Totally agree - OP, I did not intend to condone this "strategy" by any means!
 

Ophthoseidon

2+ Year Member
May 5, 2014
539
448
Status
Medical Student
My school uses NBME exams as well, though we have full organ system blocks (do phys, path, micro, immuno, etc. all at once). I will echo what most people say here, but I think if you can knock out pathoma on your first day of the system, then read rapid review path (Goljan) in the next 2-3 days, you are setup enough that you can actively pay attention in class and feel like you're learning something. Then I just make sure I know FA/Pathoma and start on lectures. The last week I do questions (USMLE Easy/Rx/Kaplan/Robbins q&a/webpath, whatever you like) and review my weaknesses. It usually works well. I also use firecracker everyday so that helps too with seeing things repetitively. Just my 2 cents
 
  • Like
Reactions: W19
Aug 26, 2013
93
57
Status
Medical Student
Didn't read the whole thread so this may have been brought up, but I'm going to come from a different angle than studying. What is your actual test taking strategy? Do any professors at your school cover test taking strategies?

There are absolutely ways to increase your scores by focusing on how you approach each test question.
 

W19

Membership Revoked
Removed
Removed
Account on Hold
2+ Year Member
Sep 24, 2014
6,095
4,233
Status
Resident [Any Field]
@Marine to MD I don't have no test taking strategy and no prof have gone over such thing to my knowledge. As I said, I just read the book and power point presentation, then do some questions.
 

13132

7+ Year Member
Feb 18, 2010
940
170
Northeast
Make everything in a lecture into Anki the day you get it and take the first pass that night. Continue this process for every lecture and do reviews as they arise. Make sure to make clever cards. Don't just make simple 1:1 relationship cards like a definition. Make questions that test yourself on key difference or things you could see yourself missing on an exam if it were a question. This requires you to be honest with yourself and take the time to really think about the material, but that is what makes it so effective. Its very hard just to read things (no matter how many times) and retain the level of detail that exams require.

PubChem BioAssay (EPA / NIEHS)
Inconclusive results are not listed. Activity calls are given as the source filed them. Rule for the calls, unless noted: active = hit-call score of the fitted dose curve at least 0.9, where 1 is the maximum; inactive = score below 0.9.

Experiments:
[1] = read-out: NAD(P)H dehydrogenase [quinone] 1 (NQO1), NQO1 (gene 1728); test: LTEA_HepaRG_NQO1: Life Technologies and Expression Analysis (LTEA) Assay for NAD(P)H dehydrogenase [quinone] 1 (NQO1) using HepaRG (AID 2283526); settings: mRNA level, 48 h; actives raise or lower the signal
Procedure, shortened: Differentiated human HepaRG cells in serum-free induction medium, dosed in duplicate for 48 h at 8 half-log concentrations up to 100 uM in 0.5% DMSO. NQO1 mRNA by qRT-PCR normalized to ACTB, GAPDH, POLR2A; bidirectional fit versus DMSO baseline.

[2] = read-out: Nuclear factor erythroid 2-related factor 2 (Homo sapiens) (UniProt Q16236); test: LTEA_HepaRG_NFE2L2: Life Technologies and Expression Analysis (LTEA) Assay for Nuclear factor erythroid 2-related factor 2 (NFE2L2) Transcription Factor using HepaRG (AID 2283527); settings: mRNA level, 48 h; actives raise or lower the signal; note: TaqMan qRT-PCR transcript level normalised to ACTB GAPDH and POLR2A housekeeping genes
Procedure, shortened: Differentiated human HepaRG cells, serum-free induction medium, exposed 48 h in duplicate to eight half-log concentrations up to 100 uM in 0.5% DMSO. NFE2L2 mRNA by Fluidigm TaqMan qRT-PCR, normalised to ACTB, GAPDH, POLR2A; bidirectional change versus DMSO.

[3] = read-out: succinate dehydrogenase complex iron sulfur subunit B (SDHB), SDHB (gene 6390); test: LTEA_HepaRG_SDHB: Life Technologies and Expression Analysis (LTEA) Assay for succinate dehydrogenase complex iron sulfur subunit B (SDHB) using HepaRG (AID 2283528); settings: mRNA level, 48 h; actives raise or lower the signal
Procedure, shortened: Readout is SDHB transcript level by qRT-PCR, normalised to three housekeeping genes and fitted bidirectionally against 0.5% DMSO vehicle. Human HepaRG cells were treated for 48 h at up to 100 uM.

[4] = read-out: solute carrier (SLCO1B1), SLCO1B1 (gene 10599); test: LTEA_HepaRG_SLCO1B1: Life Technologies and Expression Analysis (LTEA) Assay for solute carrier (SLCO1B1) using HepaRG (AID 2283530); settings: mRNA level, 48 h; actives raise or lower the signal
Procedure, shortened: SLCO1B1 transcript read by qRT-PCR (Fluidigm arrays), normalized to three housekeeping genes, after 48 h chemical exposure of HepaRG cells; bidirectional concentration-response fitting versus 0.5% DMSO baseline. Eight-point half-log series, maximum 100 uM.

Also, listen to Pathoma and actively annotate in the text. I don't think this needs to go into Anki necessarily because lots of it will probably be redundant with your class, but definitely watch them for reinforcement.
 
Last edited:
Aug 26, 2013
93
57
Status
Medical Student
@Marine to MD I don't have no test taking strategy and no prof have gone over such thing to my knowledge. As I said, I just read the book and power point presentation, then do some questions.
:bang: I am more and more thankful every single day for the faculty at my school. I would venture to guess that your knowledge is right on par with the majority of your class. They are likely just being much more efficient and tactical when taking exams. NBME exams are classic places to utilize test taking strategies. My bet is that you are wasting a good majority of your time focusing on irrelevant material within clinical vignettes (you should read final question stems first to make sure you actually even NEED to read the vignette, this will clue you in as to what to look for/focus on within the vignette and save you a TON of time). Further, you likely don't have a process for eliminating incorrect answers or ways to choose between answers when you have it narrowed down to 2 or 3 but simply don't know. Acquiring these skills will serve you well.